WorkAble, a countywide employment and critical needs service that includes the Career Development Center of Jewish Family & Children’s Service of Pittsburgh, North Hills Community Outreach and South Hills Interfaith Ministries, and funded by the United Way of Allegheny County, will hold a volunteer career mentor orientation, Friday, March 14, from 11 am. to noon, at South Hills Interfaith Ministries, 5301 Park Ave., Bethel Park.
Registration is preferred. Contact Patricia Ferraro at email@example.com or 412-487-6316, opt. 2, ext. 3204. Those who need assistance can call the Work Able hotline at 412-904-5993.
WorkAble also will hold a career fair, Thursday, March 20, from 9 a.m. to noon, at Bethel Park Community Center, 5151 Park Ave., Bethel Park.
The upcoming career fair will include employers from Giant Eagle, KDKA-TV/WPCW-TV, St. Clair Hospital, University of Pittsburgh, U.S. Steel and others. Individuals wishing to attend are encouraged to dress professionally, bring copies of a resume and research employers beforehand.
Call 412-854-9120, ext. 27 to register.
Squirrel Hill AARP Chapter 3354 will hold its next meeting Wednesday, March 19, at 1 p.m., at New Light Congregation, 1700 Beechwood Blvd. at Forbes Avenue.
Following the business meeting, Craig Zinger will entertain with his piano playing and singing. Refreshments will be served afterward.
Contact Frieda Safyan at 412-521-2804 for more information.
The Pittsburgh Area Jewish Committee will hold the South Hills Christian-Jewish Dialogue Thursday, March 20, from noon to 1 p.m., at Westminster Presbyterian Church, 2040 Washington Road, Room 231. The regular monthly conveners are Father Brian Noel, Rabbi Mark Mahler, Rabbi Alex Greenbaum, Rabbi Howard Stein and Rev. Jim Gilchrist. The program is free and open to the public.
Contact Barb at 412-278-2658 or firstname.lastname@example.org for more information and reservations.
Kol Shira’s Spring Sing concert will be held Monday, March 24, at 7:30 p.m. in the Katz Theater at the Jewish Community Center.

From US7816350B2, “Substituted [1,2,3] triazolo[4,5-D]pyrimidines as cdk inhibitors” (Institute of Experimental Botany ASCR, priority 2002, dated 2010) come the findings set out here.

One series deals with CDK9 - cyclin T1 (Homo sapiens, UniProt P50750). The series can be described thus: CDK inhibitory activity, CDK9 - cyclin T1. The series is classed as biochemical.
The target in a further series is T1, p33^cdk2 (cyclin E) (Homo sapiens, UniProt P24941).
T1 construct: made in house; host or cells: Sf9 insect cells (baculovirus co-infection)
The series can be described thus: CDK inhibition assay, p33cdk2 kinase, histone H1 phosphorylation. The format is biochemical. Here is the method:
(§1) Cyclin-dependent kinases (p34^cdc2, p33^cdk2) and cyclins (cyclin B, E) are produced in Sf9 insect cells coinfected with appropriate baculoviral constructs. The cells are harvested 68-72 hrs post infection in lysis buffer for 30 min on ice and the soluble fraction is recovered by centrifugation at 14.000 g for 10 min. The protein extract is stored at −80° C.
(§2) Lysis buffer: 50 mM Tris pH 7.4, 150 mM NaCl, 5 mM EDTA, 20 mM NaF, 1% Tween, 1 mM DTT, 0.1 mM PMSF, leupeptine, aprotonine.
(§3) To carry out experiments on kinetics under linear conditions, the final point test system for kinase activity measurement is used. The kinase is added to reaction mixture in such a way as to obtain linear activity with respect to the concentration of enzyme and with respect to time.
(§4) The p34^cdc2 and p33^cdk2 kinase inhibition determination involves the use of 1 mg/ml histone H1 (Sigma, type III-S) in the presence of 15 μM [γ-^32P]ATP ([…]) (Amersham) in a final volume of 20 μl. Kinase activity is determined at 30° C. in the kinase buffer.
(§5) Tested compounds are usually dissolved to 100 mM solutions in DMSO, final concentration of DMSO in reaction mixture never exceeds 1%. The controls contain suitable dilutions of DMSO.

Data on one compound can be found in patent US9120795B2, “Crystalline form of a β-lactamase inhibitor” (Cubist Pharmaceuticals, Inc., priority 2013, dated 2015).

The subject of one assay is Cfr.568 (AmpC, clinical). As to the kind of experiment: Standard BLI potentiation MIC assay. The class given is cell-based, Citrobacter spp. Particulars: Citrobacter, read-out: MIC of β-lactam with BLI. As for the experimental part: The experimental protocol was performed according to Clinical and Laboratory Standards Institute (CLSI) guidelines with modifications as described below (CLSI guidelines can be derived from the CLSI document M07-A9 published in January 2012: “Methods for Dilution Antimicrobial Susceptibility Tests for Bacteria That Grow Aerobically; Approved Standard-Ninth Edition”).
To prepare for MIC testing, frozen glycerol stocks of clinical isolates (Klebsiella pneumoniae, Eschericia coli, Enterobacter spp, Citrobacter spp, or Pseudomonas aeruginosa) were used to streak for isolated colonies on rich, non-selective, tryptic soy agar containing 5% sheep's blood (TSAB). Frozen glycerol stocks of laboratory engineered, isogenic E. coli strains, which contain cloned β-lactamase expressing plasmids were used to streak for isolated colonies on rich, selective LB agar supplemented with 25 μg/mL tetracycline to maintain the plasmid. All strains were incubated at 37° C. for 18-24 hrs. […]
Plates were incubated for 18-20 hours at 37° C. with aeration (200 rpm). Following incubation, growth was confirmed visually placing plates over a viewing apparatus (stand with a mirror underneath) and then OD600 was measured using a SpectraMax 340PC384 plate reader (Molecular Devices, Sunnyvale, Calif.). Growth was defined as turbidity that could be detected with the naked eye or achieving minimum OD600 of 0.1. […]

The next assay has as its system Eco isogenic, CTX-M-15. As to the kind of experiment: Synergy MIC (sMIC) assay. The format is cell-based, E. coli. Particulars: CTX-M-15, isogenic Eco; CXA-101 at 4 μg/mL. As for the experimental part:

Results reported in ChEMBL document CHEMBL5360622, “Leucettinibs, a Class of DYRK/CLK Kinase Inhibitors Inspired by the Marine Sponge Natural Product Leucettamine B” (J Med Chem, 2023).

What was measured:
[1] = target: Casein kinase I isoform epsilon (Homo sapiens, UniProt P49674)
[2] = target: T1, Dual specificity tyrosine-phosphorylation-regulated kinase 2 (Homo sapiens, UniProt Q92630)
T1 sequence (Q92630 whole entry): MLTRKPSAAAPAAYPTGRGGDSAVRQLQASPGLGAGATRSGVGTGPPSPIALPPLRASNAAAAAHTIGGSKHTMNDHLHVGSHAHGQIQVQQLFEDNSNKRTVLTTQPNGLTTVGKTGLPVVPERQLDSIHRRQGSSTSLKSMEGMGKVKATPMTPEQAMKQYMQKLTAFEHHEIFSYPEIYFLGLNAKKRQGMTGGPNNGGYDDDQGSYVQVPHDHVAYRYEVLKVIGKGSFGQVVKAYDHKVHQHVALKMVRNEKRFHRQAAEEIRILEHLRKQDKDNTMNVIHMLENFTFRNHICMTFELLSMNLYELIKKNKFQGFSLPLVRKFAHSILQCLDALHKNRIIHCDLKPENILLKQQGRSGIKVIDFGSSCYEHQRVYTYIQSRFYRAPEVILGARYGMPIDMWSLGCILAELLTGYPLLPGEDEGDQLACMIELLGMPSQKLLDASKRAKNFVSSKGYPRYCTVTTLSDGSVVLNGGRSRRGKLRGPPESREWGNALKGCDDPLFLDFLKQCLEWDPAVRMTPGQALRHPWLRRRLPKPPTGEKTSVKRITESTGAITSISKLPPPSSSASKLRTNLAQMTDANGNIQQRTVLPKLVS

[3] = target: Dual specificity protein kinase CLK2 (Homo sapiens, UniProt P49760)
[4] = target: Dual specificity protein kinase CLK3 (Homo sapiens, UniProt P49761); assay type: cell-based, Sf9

Kol Shira is Pittsburgh’s Jewish women’s a capella ensemble, featuring 10 women from across the spectrum of Judaism. They perform a variety of music ranging from classical to traditional to modern. The performance is open only to women and girls.
Email email@example.com for tickets, which are $10 in advance, $12 at the door and $5 for students and seniors.
American Jewish Museum of the Jewish Community Center in Squirrel Hill will host an artist’s reception for Micaela Amateau Amato, whose exhibit “Micaela Amateau Amato: Cante Jondo for Tikkun Olam” is on display at the AJM, Saturday, March 22, from 7 to 9 p.m.
One highlight of the evening will be a flamenca performance by the Alba Flamenca ensemble at 8:15 p.m. The reception and the performance are free to the public, though reservations for Alba Flamenca are suggested.
The exhibit, which includes paintings and sculptures, and conveys Amato’s Sephardic Jewish heritage, will be up through April 25.
According to Amato, a State College resident, the origins of Islamic, Romani and Jewish sources evident in flamenco poetry, music and dance influence her work, which is comprised of abstract and representational art. The fluidity of line and bright colors in her drawings along with the meditative expressions of the glass sculptures signify the song (cante jondo) and mournful emotion often associated with flamenco music and dance along with her own melancholia and longing for a renewed goodwill.
Contact AJM Director Melissa Hiller at 412-521-8011, ext. 105 or Mhiller@jccpgh.org for moreinformation.
Four Beth El Congregation members, Myles Zuckerman, Randi Daffner, Abby Daffner and Jack Mostow, will be featured in Pittsburgh Savoyards production of Gilbert & Sullivan’s “Utopia Limited.”
Performances run through March 16 at the Andrew Carnegie Free Library and Music Call in Carnegie.
Visit showclix.com for more information and tickets.